Google passes on GPipe to build more complex neural networks

Google’s AI department has introduced GPipe, a new library for distributed machine learning, to the neural network building framework Lingvo. It makes use of pipeline parallelism to scale up deep neural network training and get more precise systems.

According to Google AI software engineer Yanping Huang, “current state-of-the-art image models have already reached the available memory found on Cloud TPUv2s” so researchers can’t solely rely on hardware to move their models forward. They need a more efficient way of designing their training systems instead, and parallelising pipelines is one way to go.

Speeding up the training of complex artificial neural networks can be done by either splitting up the training data across a higher number of machines or just using graphics or tensor processing units as a training accelerator. Since TPUs are a Google product, making the best of the second approach seems like the reasonable way to go in-house, and GPipe helps with exactly that.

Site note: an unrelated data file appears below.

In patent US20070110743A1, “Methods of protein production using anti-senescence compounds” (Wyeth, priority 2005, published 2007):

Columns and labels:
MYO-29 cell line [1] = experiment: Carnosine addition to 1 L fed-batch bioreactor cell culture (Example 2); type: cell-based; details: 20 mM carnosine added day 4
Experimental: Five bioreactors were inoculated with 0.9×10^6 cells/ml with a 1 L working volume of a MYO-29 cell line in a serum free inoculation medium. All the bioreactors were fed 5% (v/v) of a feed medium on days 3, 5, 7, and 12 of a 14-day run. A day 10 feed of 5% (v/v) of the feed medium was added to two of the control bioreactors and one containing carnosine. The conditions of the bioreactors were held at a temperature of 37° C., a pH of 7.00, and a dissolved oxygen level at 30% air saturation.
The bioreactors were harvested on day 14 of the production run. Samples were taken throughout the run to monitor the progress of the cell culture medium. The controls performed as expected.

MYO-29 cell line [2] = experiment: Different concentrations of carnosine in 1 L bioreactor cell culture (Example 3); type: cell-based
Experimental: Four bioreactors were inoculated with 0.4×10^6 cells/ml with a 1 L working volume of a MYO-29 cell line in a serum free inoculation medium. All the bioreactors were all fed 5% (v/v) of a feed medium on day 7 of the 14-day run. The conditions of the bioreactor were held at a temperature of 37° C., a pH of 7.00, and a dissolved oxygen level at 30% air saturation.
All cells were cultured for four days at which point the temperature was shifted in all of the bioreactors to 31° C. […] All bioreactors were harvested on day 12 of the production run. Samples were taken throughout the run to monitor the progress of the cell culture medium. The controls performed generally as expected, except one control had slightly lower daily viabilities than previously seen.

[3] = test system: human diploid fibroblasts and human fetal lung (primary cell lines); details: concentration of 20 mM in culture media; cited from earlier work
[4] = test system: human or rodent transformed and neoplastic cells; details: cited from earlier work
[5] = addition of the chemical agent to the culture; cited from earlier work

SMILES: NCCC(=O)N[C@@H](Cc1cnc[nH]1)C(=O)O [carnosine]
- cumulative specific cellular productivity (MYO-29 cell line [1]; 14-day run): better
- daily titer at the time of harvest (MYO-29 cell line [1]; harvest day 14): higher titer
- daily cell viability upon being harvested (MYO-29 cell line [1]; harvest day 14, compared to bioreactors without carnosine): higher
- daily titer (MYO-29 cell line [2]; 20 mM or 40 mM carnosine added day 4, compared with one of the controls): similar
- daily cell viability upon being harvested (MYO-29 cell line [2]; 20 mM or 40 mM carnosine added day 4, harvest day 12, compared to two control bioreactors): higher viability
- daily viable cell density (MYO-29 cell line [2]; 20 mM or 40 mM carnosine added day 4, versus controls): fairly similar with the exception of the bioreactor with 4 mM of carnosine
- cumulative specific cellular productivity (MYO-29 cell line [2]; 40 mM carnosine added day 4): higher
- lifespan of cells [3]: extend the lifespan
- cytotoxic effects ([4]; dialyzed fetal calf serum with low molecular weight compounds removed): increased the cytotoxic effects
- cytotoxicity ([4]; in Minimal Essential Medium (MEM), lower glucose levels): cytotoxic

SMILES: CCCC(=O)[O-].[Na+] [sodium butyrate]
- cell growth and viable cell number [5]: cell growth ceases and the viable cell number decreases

While a naive model parallelism strategy can lead to only one accelerator being active at a time, because of the sequential nature of neural networks, GPipe partitions a model across accelerators and splits batches of training examples into smaller units, so that the execution can be pipelined across them. This lets accelerators work in parallel and speeds up the process.


To make sure the partitioning doesn’t affect the model quality, the library also makes use of synchronous stochastic gradient descent, accumulating gradients across the so-called micro-batches.

In experiments done by Google AI, the researchers were able to measure an almost linear speedup in the training of one of their state-of-the-art AmoebaNets models with an impressive 557 million model parameters and an input image size of 480×480 pixels on Google Cloud TPUv2s.

One of the latter includes eight accelerator cores, each of which has 8GB of memory and can therefore apparently train up to 82 million parameters. During their tests with GPipe, the team is said to have brought that number up to 318 million parameters on a core, so that AmoebaNet was able to incorporate 1.8 billion parameters on a TPUv2 in the end.

A paper describing GPipe in detail can be found on, and the library itself is available via GitHub, where its code can be found licensed under Apache License v2.

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